Appealing or Unappealing? The Appellate Role in Specialist Tribunals

It is coming up to the end of the year, and what better gift could Panopticon provide for its litigious readers than a reminder of the principles applicable to the appellate tribunals and courts? I know, almost impossible to imagine anything more fun isn’t it? Think of this as the equivalent to that new set of socks you got given: boring but practically important when you wake up half cut one morning with the cat having stolen half your footwear. You never know when you might need a helpful collation of principles to ward off the Upper Tribunal from that hard won wool you pulled over the eyes of the First-tier Tribunal.What are these principles then, I hear no-one ask? Well, Gross LJ nicely enumerated them in Criminal Injuries Compensation Authority v Hutton [2016] EWCA Civ 1305 at [57]-[58] and it is easiest to simply set them out:

“57. Pulling the threads together:

i) First, this Court should exercise restraint and proceed with caution before interfering with decisions of specialist tribunals. Not only do such tribunals have the expertise which the “ordinary” courts may not have but when a specialised statutory scheme has been entrusted by Parliament to tribunals, the Court should not venture too readily into their field.

ii) Secondly, if a tribunal decision is clearly based on an error of law, then it must be corrected. This Court should not, however, subject such decisions to inappropriate textual analysis so as to discern an error of law when, on a fair reading of the decision as a whole, none existed. It is probable, as Baroness Hale said, that in understanding and applying the law within their area of expertise, specialist tribunals will have got it right. Moreover, the mere fact that an appellate tribunal or a court would have reached a different conclusion, does not constitute a ground for review or for allowing an appeal.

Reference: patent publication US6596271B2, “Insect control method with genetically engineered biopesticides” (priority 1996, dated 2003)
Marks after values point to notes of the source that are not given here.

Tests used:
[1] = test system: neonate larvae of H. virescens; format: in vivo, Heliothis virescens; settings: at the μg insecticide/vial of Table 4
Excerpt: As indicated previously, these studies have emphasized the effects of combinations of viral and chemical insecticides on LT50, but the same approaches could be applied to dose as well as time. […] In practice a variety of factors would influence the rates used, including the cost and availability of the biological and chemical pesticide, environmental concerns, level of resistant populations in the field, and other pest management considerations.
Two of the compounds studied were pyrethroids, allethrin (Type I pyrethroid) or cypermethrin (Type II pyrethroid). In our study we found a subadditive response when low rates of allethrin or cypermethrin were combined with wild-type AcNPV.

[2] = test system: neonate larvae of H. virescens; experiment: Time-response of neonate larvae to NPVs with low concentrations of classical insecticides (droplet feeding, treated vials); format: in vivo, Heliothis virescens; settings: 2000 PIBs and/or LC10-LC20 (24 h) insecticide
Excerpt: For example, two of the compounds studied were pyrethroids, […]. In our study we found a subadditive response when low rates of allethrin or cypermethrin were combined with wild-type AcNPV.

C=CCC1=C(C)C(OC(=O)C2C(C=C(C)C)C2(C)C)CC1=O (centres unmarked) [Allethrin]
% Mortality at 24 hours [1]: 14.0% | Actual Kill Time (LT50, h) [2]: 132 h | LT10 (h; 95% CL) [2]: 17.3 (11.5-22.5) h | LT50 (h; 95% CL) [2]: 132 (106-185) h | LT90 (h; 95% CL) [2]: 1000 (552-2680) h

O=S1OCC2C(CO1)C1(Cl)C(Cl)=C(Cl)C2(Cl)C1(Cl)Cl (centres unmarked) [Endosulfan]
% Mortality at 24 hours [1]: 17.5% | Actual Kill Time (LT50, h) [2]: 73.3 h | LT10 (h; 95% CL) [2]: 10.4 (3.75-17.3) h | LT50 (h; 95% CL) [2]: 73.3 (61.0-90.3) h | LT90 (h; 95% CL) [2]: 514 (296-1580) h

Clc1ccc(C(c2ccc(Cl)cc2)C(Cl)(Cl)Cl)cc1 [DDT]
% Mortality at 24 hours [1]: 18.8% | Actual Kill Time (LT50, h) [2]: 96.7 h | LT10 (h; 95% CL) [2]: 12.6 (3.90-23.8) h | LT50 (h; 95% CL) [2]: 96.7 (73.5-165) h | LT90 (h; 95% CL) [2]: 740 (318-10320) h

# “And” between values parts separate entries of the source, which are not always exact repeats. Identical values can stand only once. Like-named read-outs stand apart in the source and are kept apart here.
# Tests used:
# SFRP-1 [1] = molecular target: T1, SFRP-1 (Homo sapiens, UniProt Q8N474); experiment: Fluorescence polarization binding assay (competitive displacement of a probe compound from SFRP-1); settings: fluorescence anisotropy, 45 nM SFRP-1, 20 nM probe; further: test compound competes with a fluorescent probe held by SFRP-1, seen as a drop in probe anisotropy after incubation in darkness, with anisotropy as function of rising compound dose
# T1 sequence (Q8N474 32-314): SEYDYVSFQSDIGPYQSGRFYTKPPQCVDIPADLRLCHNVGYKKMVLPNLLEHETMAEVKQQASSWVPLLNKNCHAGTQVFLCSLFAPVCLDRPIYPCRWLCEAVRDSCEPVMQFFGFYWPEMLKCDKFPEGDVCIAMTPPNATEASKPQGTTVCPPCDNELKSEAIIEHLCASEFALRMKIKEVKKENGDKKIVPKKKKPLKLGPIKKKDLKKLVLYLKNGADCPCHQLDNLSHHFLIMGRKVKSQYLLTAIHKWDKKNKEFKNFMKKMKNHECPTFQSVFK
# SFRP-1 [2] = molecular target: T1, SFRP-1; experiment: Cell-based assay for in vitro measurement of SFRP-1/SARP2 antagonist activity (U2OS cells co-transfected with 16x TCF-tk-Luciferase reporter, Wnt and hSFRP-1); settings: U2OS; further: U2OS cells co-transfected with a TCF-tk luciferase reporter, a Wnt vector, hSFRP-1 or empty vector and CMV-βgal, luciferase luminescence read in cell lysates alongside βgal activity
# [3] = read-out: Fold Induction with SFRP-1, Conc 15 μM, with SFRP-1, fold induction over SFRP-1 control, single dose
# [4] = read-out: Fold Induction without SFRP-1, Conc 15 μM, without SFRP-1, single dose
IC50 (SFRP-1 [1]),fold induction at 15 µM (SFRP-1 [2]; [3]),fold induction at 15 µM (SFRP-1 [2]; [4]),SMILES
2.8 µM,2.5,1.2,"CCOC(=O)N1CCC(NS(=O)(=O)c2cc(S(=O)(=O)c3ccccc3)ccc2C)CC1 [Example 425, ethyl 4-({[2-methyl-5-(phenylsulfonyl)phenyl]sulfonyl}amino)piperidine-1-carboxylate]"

iii) Thirdly, it is of the first importance to identify the tribunal of fact, to keep in mind that it and only it will have heard the evidence and to respect its decisions. When determining whether a question was one of “fact” or “law”, this Court should have regard to context, as I would respectfully express it (“pragmatism”, “expediency” or “policy”, per Jones), so as to ensure both that decisions of tribunals of fact are given proper weight and to provide scope for specialist appellate tribunals to shape the development of law and practice in their field.

iv) Fourthly, it is important to note that these authorities not only address the relationship between the courts and specialist appellate tribunals but also between specialist first-tier tribunals and appellate tribunals.

  1. For my part, in applying this authoritative general guidance to this particular appeal, a number of considerations seem pertinent:

i) First, it is the FTT – not the UT – which is the tribunal of fact and which heard the evidence.

ii) Secondly, the UT’s jurisdiction is limited to one of judicially reviewing the FTT Decision. The UT had no jurisdiction to interfere with the FTT Decision, absent a public law error.

iii) Thirdly, even with the observations in Jones well in mind, I cannot see that this case was one calling for guidance from the UT to shape the development of law and practice in respect of claims under the Scheme. It follows that in classifying issues before the FTT as those of “fact” or “law”, questions of context (designed to facilitate the giving of general guidance by the UT) can have, at most, only very limited bearing.”

And that, probably, is all you are likely to need for the near future in seeking to politely keep the Upper Tribunal within its proper appellate role, no matter how tempted it may be to roll up its sleeves and get stuck in.

With the cockles of your hearts now suitably warmed, do have a lovely Christmas and New Year break!

Christopher Knight